The purpose of this study was to report a large series of patients with peripheral hypertrophic subepithelial corneal degeneration (PHSCD) and differentiate the condition from Salzmann nodular degeneration (SND).
We retrospectively reviewed the charts of 49 patients diagnosed with PHSCD and reported their clinical, refractive, and topographic/tomographic findings.
Most of the eyes were white and quiet. Minimal variable injection was present in a few eyes usually in the presence of pseudopterygium. Typical corneal involvement consists of peripheral circumferential-elevated whitish subepithelial opacities with fine superficial vessels along the limbus and linear deposits of iron in the epithelium along the central edge of the opacification. The typical topographic/tomographic findings consist of flattening directly over the corneal opacification with central flattening aligning with the axis of the opacification. In all subjects, the mean refractive astigmatism was significantly less than the mean topographic/tomographic Sim K astigmatism. Thirty-five eyes underwent surgical excision. The surgical eyes demonstrated significantly less astigmatism and better best-spectacle corrected visual acuity than pre-op. Moreover, all the eyes that underwent surgery for discomfort experienced significant improvement in their symptoms. Histopathology of the keratectomy specimens demonstrated paucicellular subepithelial fibrosis with overlying epithelium that was variable in caliber.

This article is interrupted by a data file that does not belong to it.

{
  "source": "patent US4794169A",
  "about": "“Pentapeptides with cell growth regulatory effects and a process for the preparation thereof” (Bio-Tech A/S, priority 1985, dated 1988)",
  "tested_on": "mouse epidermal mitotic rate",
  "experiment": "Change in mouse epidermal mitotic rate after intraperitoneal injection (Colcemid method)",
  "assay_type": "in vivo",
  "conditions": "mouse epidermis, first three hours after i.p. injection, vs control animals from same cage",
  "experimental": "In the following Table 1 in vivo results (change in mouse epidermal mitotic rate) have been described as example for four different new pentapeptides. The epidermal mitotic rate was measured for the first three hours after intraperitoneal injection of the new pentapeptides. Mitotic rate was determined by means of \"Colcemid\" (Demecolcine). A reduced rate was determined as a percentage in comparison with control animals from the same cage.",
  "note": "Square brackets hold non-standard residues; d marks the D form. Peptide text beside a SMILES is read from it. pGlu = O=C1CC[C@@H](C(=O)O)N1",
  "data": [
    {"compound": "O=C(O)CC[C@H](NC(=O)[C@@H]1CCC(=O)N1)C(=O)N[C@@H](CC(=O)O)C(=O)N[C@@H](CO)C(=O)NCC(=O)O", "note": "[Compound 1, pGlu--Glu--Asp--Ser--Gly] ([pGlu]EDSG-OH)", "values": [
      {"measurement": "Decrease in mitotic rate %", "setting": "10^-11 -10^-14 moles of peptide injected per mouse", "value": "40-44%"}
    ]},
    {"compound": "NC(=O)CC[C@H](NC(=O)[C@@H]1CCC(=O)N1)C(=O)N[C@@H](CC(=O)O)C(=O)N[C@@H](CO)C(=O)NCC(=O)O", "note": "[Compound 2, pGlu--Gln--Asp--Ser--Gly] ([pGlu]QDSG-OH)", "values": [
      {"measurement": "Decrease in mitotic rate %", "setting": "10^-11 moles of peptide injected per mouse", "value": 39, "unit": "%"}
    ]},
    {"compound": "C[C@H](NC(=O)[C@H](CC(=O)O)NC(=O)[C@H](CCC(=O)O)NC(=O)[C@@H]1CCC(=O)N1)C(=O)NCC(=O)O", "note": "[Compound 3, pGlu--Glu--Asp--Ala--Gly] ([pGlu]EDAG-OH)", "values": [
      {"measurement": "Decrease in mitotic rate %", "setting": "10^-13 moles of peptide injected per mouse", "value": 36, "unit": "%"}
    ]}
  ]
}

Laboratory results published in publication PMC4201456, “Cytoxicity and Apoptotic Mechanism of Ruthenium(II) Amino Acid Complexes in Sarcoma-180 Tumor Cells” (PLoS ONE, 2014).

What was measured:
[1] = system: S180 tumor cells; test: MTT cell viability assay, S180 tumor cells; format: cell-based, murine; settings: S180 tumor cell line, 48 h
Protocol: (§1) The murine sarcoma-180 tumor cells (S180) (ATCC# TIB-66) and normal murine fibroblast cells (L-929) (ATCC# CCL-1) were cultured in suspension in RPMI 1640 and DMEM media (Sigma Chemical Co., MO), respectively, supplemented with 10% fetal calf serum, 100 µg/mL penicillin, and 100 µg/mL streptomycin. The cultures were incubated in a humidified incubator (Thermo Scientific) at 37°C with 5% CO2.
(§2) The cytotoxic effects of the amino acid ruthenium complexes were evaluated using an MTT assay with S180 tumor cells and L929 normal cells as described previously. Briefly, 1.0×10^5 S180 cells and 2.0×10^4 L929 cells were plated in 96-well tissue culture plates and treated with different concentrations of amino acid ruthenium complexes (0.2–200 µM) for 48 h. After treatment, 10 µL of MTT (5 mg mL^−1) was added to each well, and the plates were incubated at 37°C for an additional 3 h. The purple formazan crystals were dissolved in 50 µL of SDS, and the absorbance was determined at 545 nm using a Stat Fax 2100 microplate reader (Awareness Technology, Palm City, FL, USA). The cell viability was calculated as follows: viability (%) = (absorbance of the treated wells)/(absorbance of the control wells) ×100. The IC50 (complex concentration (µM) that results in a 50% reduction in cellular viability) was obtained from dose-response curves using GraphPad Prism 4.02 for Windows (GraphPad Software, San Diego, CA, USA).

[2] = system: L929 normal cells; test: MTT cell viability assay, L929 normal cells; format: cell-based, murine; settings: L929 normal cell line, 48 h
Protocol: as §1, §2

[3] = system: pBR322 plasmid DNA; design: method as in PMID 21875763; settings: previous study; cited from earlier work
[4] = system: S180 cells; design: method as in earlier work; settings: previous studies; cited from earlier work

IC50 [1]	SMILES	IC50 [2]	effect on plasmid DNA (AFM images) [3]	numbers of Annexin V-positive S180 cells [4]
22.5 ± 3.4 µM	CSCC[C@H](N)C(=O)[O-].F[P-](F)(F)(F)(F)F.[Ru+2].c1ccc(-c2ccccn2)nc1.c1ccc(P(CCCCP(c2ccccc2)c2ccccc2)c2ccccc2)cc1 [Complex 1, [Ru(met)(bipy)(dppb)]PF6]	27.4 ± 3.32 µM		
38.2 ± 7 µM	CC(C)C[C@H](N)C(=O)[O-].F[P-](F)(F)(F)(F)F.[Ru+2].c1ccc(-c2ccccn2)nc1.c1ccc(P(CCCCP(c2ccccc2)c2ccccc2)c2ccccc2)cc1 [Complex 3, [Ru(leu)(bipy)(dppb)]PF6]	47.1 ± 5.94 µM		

PHSCD is distinct from SND, primarily occurring in middle-aged women, bilateral and fairly symmetric with larger more peripheral opacities than SND, and absence of inflammatory signs and symptoms.